December 22, 2017 to January 27, 2018
400 North College Avenue
Fort Collins - 80524 CO
Paul Martineau Ė Juror's Statement for Portraits
Whether carefully composed or caught on the fly, the best portrait photographs intrigue because they allow us to explore more than just the unique physical characteristics of a personís face. They are, in essence, about empathy. As invitations to consider someone elseís circumstances, portraits include hints about things that are obscured, making visible the undisclosed machinations of an individualís heart and mind. On another level, portraits speak to the mysteries and complexities of being human and are, therefore, reflections of us all.
It was with great interest and pleasure that I reviewed more than 1,400 images submitted to this call for entry. I was impressed by the quality of the work and I was delighted to see many portraits that dealt with issues surrounding the politics of race, gender, and class identity. There were also a smaller number of photographs with conceptual underpinnings and those that could be classified as anti-portraits for their avoidance of traditional modes of mimetic representation. I made many passes through the material, gradually reducing the number of entries until I reached the magic number, fifty. I endeavored to make the final selection reflect a variety of approaches and styles.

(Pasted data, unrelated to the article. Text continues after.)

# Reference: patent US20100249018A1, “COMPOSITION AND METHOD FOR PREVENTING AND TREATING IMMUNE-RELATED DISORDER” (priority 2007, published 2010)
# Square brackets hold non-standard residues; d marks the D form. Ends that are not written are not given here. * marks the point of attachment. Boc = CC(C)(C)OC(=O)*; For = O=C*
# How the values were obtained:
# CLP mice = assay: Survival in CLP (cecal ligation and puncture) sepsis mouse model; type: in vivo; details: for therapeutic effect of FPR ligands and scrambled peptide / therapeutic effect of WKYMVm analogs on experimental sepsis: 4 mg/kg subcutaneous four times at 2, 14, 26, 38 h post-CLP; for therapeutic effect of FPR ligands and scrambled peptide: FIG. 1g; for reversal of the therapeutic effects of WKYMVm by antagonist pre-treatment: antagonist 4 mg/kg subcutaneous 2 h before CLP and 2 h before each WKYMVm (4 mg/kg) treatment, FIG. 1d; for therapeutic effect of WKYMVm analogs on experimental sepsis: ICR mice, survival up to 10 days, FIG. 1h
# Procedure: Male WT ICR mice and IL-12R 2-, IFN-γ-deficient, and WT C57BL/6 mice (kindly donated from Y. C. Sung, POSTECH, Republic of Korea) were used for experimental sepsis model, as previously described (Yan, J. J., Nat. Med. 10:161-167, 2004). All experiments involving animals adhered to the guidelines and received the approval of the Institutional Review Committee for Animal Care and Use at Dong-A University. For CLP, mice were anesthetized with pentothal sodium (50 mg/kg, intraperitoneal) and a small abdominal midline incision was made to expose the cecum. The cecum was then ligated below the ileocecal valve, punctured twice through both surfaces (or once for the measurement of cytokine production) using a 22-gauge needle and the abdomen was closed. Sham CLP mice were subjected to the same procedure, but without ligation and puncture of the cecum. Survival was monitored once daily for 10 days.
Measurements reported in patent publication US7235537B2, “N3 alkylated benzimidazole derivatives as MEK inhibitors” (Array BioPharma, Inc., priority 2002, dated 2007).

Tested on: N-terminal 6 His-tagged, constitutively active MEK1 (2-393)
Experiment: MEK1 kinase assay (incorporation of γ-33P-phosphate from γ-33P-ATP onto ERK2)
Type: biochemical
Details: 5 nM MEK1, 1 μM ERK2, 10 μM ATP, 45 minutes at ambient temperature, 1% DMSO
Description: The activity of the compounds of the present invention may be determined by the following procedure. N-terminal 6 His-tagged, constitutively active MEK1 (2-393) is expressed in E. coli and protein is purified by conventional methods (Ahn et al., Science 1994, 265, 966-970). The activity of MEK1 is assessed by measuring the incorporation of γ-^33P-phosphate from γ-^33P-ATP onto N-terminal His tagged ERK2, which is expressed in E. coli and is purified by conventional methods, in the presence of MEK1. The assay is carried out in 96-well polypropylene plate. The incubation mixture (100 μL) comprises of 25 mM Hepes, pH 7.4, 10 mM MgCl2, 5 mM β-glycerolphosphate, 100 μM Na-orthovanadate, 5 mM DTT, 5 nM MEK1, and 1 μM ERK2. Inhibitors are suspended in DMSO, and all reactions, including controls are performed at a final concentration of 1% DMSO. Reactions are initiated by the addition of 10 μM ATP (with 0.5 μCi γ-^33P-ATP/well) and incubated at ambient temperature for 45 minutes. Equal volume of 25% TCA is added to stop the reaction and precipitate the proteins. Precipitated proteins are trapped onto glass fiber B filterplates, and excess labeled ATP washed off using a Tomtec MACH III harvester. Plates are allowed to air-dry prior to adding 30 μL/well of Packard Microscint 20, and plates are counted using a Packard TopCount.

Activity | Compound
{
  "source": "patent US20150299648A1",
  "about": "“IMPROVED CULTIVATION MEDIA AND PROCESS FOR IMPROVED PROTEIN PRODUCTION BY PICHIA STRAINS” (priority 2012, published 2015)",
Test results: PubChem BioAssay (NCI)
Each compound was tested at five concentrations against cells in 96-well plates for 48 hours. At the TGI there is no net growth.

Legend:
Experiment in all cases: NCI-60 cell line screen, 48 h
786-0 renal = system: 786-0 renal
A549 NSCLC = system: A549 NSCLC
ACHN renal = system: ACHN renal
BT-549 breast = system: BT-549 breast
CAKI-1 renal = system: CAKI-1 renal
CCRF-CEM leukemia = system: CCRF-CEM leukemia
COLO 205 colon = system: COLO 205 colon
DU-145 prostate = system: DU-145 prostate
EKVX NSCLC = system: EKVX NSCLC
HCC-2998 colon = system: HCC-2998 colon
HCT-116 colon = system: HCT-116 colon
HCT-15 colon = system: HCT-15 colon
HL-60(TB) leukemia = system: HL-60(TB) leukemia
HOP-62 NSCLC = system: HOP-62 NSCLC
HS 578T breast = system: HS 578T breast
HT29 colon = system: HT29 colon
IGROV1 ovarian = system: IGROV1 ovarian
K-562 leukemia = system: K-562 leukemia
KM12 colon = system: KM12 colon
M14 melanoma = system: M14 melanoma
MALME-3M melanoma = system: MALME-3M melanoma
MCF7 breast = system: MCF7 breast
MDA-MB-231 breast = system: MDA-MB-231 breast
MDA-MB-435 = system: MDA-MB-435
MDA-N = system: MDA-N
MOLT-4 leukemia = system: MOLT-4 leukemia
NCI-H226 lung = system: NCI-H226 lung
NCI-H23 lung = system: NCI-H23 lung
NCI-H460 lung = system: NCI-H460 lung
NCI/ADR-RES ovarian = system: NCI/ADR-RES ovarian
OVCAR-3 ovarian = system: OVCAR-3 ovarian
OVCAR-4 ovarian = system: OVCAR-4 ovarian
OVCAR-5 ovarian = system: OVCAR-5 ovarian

Susan 2000/2016, which I chose to receive the Jurorís Award, is part of a series that represents members of the LGBTQ community. Through the use two portraits of the same subject taken sixteen years apart the project explores the idea that the only constant in life is change. Pairing a black-and-white and a color photograph in each diptych helps to underscore the passage of time in a way that also reminds us of the shifting aesthetic and technological parameters of the medium. By revisiting work done previously and finding a way to incorporate it into a new project, the artist has increased its complexity and meaning.